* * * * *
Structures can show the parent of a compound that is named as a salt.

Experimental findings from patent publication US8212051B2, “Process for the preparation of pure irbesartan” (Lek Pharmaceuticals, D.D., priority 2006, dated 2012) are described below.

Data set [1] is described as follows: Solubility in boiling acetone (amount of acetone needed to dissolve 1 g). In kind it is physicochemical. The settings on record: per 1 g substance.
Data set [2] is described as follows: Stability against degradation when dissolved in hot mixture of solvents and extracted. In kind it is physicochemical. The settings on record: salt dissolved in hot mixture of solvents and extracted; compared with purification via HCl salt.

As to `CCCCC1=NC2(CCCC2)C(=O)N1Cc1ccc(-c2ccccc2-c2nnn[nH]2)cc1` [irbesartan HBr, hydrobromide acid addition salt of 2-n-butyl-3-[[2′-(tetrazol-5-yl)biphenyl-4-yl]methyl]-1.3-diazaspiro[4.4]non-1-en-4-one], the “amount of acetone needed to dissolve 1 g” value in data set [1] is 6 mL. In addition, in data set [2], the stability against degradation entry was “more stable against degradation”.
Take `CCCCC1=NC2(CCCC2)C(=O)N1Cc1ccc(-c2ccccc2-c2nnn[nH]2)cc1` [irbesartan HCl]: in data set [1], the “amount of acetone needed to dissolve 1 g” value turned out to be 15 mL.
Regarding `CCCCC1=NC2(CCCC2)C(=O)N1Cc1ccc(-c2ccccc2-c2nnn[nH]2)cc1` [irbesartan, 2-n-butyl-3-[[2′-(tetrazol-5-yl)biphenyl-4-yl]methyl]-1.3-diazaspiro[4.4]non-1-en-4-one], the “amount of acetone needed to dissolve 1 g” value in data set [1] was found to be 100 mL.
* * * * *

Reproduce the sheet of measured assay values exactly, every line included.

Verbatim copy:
Structures can show the parent of a compound that is named as a salt.

Experimental findings from patent publication US8212051B2, “Process for the preparation of pure irbesartan” (Lek Pharmaceuticals, D.D., priority 2006, dated 2012) are described below.

Data set [1] is described as follows: Solubility in boiling acetone (amount of acetone needed to dissolve 1 g). In kind it is physicochemical. The settings on record: per 1 g substance.
Data set [2] is described as follows: Stability against degradation when dissolved in hot mixture of solvents and extracted. In kind it is physicochemical. The settings on record: salt dissolved in hot mixture of solvents and extracted; compared with purification via HCl salt.

As to `CCCCC1=NC2(CCCC2)C(=O)N1Cc1ccc(-c2ccccc2-c2nnn[nH]2)cc1` [irbesartan HBr, hydrobromide acid addition salt of 2-n-butyl-3-[[2′-(tetrazol-5-yl)biphenyl-4-yl]methyl]-1.3-diazaspiro[4.4]non-1-en-4-one], the “amount of acetone needed to dissolve 1 g” value in data set [1] is 6 mL. In addition, in data set [2], the stability against degradation entry was “more stable against degradation”.
Take `CCCCC1=NC2(CCCC2)C(=O)N1Cc1ccc(-c2ccccc2-c2nnn[nH]2)cc1` [irbesartan HCl]: in data set [1], the “amount of acetone needed to dissolve 1 g” value turned out to be 15 mL.
Regarding `CCCCC1=NC2(CCCC2)C(=O)N1Cc1ccc(-c2ccccc2-c2nnn[nH]2)cc1` [irbesartan, 2-n-butyl-3-[[2′-(tetrazol-5-yl)biphenyl-4-yl]methyl]-1.3-diazaspiro[4.4]non-1-en-4-one], the “amount of acetone needed to dissolve 1 g” value in data set [1] was found to be 100 mL.